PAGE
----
OneSight’s mobile eye care clinic in the Brazilian Amazon is proof that even when you bring the clinic to the villages, eye care is not as accessible as you’d think.
39-year-old Alex the ice cream man traveled a long way to get to Cuia.
You’d never guess that, though. His dusty maroon bicycle and battered blue icebox with PICOLÉ, popsicle, painted on it in crude letters are modest.
Initially, I figured he was an enterprising local coming to make a couple extra bucks off of the patients of OneSight’s eye care clinic in Cuia village.
Then I noticed the plastic roll glasses on his face, the prescription paper crumpled in his hands.
Rather than coming to profit off of the crowd, Alex came to Cuia specifically for the clinic; making a small profit was an added bonus. Not that he makes much, mind you; he sold about 50 popsicles a day for 1 real (USD$0.27) apiece.
He heard about the clinic from his friend the tushawa, local leader, of Cuia. Given his increasingly blurry vision, he decided it would behoove him to attend the clinic.
On his ice cream bike, of course.
But Alex is not from Cuia; getting to the clinic was not so easy. He first went to the previous day’s clinic in Murutinga. Unfortunately for him, there were too many patients in line before him. He was hungry but brought no food, and he could not afford the food sold to people waiting their turn; he had to turn around and go home.
The next day he decided to try for the Cuia clinic, where he could eat with his tushawa friend while waiting. To get there, Alex had to take a ferry, then cycle his heavy ice cream bike for kilometers under the roasting equatorial sun. Once in Cuia, he again had to wait for hours in the heat and humidity with hundreds of other people.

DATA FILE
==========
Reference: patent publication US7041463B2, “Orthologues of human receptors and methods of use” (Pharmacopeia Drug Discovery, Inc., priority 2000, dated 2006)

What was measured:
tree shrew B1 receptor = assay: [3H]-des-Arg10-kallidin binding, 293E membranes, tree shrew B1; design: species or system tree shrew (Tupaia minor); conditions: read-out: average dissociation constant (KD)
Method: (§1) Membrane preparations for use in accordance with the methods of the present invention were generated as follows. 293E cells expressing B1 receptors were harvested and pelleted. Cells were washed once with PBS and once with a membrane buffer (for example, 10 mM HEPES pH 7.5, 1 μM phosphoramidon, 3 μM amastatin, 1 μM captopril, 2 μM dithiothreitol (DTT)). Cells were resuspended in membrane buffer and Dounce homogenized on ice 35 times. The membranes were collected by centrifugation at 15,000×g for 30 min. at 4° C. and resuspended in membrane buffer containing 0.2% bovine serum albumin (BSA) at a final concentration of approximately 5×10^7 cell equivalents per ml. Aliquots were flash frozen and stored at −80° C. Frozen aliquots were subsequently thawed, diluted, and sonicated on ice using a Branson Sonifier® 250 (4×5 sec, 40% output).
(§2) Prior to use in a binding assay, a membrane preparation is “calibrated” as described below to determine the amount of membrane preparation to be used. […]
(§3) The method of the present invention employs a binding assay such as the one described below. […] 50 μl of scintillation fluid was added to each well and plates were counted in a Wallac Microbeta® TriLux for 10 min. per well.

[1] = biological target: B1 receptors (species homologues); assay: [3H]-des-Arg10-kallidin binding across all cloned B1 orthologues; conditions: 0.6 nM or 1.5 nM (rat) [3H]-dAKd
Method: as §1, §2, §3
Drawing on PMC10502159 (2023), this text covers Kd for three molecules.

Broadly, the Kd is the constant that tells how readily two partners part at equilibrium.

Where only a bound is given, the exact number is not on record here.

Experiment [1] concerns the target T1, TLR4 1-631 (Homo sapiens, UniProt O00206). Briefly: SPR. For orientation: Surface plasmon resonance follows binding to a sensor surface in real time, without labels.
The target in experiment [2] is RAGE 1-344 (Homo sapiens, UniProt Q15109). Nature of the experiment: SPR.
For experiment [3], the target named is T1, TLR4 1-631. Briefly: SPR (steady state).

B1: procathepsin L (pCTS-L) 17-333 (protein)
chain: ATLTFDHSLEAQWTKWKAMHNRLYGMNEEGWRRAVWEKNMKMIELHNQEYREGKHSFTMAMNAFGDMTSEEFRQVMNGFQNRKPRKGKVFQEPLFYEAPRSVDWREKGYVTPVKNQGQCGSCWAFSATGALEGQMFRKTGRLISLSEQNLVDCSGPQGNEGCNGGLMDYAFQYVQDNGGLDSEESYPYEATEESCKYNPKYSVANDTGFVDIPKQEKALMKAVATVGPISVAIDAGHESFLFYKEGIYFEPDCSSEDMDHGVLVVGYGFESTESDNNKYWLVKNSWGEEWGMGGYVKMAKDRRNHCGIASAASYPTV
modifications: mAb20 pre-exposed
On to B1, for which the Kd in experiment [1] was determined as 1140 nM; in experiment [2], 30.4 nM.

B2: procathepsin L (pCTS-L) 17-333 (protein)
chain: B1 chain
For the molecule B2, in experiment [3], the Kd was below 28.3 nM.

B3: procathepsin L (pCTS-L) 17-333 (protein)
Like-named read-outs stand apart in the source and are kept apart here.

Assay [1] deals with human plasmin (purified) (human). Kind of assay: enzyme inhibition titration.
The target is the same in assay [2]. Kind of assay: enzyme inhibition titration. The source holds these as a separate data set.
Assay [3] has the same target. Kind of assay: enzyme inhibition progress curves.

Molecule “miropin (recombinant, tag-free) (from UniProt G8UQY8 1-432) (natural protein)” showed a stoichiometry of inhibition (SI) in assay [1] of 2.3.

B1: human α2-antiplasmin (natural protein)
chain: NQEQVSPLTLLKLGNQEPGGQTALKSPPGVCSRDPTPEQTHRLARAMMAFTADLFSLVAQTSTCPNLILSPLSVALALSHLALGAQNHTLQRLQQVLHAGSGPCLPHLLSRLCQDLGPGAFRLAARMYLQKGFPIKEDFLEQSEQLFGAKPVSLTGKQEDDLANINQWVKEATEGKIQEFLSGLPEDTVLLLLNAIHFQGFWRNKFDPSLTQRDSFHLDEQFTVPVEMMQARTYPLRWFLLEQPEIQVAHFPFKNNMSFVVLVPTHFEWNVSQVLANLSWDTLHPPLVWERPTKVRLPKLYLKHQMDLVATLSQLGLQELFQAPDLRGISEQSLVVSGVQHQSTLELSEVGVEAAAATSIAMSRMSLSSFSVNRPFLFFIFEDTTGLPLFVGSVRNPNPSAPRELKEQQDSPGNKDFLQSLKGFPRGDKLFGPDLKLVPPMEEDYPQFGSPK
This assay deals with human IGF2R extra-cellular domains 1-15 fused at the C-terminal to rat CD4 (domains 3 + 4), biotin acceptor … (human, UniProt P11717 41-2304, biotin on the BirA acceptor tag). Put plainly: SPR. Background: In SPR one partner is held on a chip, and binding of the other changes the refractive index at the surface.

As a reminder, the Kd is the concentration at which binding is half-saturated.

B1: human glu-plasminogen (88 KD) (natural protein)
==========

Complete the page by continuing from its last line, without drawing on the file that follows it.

By the time I encountered Alex outside the modest aquamarine building housing our glasses dispensing station, he was sweaty, tired, and worried about missing the 6:30 ferry back to his home in the small city of Autazes. The sun was falling on the horizon, and the line of patients before him was long.
After our conversation, I beelined to our glasses manufacturing lab on the boats to ensure his glasses were crafted in time for him to catch the ferry. Half an hour later, I returned with his glasses: one pair for reading, another for seeing far away.
I found Alex hiding in the shade of a wooden house the same bright blue hue as his popsicle box. He emerged so we could dispense his glasses, then retreated back to the shady sanctuary of the blue house.
Glasses on and his sight restored to full power, he grinned broadly in appreciation, then announced his intention to go home. After a concerningly wobbly start, he swerved his way to a straight line, then pedaled off down the lone dirt road out of the village.
Later I learned that in the half hour window I was gone, Alex had nearly passed out, and needed to be half-carried by one of our clinic leaders. Despite all that, Alex returned to the clinic the next day; his eyes newly bespectacled, his box once again full of colorful popsicles.
A long road to good sight
During the five days of OneSight’s Amazon clinic, I learned that journeys like Alex’s were common.
These stories weren’t something I expected; I thought the clinic’s purpose was to bring eye care right to people in remote villages. When OneSight told me we were working with two villages in the Brazilian Amazon, I assumed our patients would come from in and around those villages, not people from places hours away.